We were eager to learn more about how MANGOPAY uses Runscope to keep their API healthy, so Hugo and Bertrand agreed to an interview we'd like to share with you.

What is MANGOPAY?

MANGOPAY is a payments API. Unlike traditional payment solutions, we provide our customers with a fully customizable technology.  The API enables websites such as marketplaces or crowdfunding platforms, to accept payments, hold the funds on segregated accounts, and manage the pay-outs. Thus, it’s a truly end-to-end payment solution. The API also has various usual features to handle KYC, chargebacks (and disputing them) and detailed reporting.

Our solution is ideal for marketplaces, crowdfunding platforms and the sharing economy. Our clients, either in-house developers or external agencies, can integrate our white-label API directly into their solution. We offer a free sandbox environment where developers can fully test the API. We also provide SDKs and kits in a variety of languages to facilitate and speed up the development process.

What led you to build the TeamCity plugin?

We aim to have one major and one minor release per month. The process of shipping these releases is fairly standard - in each case, it’s developed in our integration environment where tests are continually run to ensure everything is going smoothly. Then, once everything is completed, we’ll publish the release to our internal testing environment whereby the product managers can run further non-regression tests, and of course specific tests for each development that was done.

We rely a lot on our API tests. In addition to unit tests, we use API tests as non-regression and functional tests to prevent any unintended outcome during our development process. In the past, we used a homemade tool in conjunction with a unit test framework that allowed us to write, test and chain multiple API calls. While functional, this setup was not ideal as it required a lot of time to setup a complete test correctly. Moreover, this tool was tied up with our API and we spend hours just to keep the tool up to date.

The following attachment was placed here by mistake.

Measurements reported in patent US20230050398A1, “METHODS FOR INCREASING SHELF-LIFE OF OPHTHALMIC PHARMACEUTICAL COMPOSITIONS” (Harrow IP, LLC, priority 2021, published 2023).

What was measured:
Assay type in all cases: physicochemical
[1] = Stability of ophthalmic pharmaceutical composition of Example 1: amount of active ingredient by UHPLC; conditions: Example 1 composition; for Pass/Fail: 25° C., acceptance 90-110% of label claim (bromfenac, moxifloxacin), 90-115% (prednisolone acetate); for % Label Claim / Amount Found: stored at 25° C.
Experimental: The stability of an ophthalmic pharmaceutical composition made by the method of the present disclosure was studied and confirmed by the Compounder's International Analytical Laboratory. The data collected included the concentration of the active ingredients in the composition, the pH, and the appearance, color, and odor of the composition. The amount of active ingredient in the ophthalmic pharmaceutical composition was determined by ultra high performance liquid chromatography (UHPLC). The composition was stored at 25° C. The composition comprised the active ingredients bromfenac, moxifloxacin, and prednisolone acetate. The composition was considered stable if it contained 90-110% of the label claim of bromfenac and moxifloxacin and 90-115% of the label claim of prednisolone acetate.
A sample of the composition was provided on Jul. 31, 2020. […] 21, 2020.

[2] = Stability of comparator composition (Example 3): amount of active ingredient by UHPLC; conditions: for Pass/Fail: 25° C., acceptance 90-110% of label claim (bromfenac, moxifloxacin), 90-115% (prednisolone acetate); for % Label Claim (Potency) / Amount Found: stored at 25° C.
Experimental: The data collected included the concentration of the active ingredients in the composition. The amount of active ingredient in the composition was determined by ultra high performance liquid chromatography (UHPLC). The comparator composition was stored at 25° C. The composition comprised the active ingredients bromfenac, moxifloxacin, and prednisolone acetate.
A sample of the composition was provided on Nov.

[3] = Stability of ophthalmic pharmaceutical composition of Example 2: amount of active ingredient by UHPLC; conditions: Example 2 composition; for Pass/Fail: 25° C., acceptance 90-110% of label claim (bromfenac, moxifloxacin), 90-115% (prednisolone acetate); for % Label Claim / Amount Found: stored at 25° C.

Runscope seemed the right fit to replace this. But to be usable in our continuous integration, we needed Runscope tests to be understood as actual unit tests. And it was this that led us to create a TeamCity plugin.

As TeamCity now understands every single step of each Runscope test as a unit test, we simply replaced our unit tests with Runscope tests. Runscope is now fully integrated into our CI, and from a developer point of view, almost nothing has changed. We even have a more detailed output now than before thanks to the Runscope assertion details.

What are your plans for the plugin going forward?

We would really like to improve the plugin and offer more features. Today the plugin is far more powerful than we first imagined but that has made the configuration harder. For example, we would really like to make the configuration easier by making it possible to choose buckets and tests from a list rather than supplying raw IDs.

Improving plugin stability seems a priority too, given the troubles an unstable CI process can bring along.

We’re not using Java in our day to day programming languages. That means that our plugin could be somewhat clunky and there is nothing we’d love more than to see people get in touch with us via our the Github repo and start to contribute and improve the plugin within the weeks or months to come.


Our thanks to Hugo and Bertrand for taking the time to answer our questions. If you're interested in helping contribute to the plugin, be sure to head over to the GitHub project and participate. If you're new to API testing, learn more about Runscope's cloud-based API testing solution or sign up for your free trial account.

Categories:

Monitor Your Webhook Workflows with New Incoming Requests for API Tests

By John Sheehan on .

API testing and monitoring has traditionally focused solely on outbound requests that simulate what a client of a particular API or endpoint would experience. But APIs are increasingly becoming a two-way conversation, with data flowing into apps asynchronously based on events happening (e.g. GitHub commits, Twilio text messages received, bots receiving requests, etc.). The most popular way this occurs is via a pattern known as webhooks.

Testing a webhooks implementation can be difficult. While you can exercise specific endpoints that consume an event payload (Runscope is great at this), generating test events that mimic real-world conditions is a manual process. What we need is an API testing tool that understands data going out via API calls, but also data coming in via asynchronous callbacks, and the relationship between the two.

Introducing Monitoring and Testing for Webhooks

Today we've added a new feature to our API testing and monitoring lineup that allows you to combine outgoing API calls with incoming callback requests. To understand how this works, let's take a look at a simple example.

Testing Twilio Status Callback URLs